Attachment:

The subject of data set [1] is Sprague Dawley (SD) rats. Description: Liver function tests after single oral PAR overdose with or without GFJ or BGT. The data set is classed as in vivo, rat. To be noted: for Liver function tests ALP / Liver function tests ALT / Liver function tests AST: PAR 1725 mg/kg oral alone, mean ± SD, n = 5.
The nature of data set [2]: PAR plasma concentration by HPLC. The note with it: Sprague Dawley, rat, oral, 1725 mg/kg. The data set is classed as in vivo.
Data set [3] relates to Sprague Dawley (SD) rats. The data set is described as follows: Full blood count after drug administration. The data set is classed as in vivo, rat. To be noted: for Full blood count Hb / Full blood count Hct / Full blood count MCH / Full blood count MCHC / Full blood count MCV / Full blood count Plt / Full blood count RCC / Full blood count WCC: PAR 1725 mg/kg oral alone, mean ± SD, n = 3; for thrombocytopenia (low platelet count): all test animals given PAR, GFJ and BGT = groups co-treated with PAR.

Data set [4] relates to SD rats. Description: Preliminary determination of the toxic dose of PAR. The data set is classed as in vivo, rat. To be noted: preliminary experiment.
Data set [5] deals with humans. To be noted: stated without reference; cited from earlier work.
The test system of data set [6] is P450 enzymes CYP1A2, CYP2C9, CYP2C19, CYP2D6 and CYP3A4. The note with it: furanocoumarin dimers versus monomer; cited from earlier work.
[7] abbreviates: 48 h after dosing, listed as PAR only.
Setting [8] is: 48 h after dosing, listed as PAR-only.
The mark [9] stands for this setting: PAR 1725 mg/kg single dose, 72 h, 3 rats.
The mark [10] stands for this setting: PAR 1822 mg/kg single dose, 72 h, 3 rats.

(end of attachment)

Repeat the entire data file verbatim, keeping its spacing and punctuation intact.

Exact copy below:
The subject of data set [1] is Sprague Dawley (SD) rats. Description: Liver function tests after single oral PAR overdose with or without GFJ or BGT. The data set is classed as in vivo, rat. To be noted: for Liver function tests ALP / Liver function tests ALT / Liver function tests AST: PAR 1725 mg/kg oral alone, mean ± SD, n = 5.
The nature of data set [2]: PAR plasma concentration by HPLC. The note with it: Sprague Dawley, rat, oral, 1725 mg/kg. The data set is classed as in vivo.
Data set [3] relates to Sprague Dawley (SD) rats. The data set is described as follows: Full blood count after drug administration. The data set is classed as in vivo, rat. To be noted: for Full blood count Hb / Full blood count Hct / Full blood count MCH / Full blood count MCHC / Full blood count MCV / Full blood count Plt / Full blood count RCC / Full blood count WCC: PAR 1725 mg/kg oral alone, mean ± SD, n = 3; for thrombocytopenia (low platelet count): all test animals given PAR, GFJ and BGT = groups co-treated with PAR.

Data set [4] relates to SD rats. Description: Preliminary determination of the toxic dose of PAR. The data set is classed as in vivo, rat. To be noted: preliminary experiment.
Data set [5] deals with humans. To be noted: stated without reference; cited from earlier work.
The test system of data set [6] is P450 enzymes CYP1A2, CYP2C9, CYP2C19, CYP2D6 and CYP3A4. The note with it: furanocoumarin dimers versus monomer; cited from earlier work.
[7] abbreviates: 48 h after dosing, listed as PAR only.
Setting [8] is: 48 h after dosing, listed as PAR-only.
The mark [9] stands for this setting: PAR 1725 mg/kg single dose, 72 h, 3 rats.
The mark [10] stands for this setting: PAR 1822 mg/kg single dose, 72 h, 3 rats.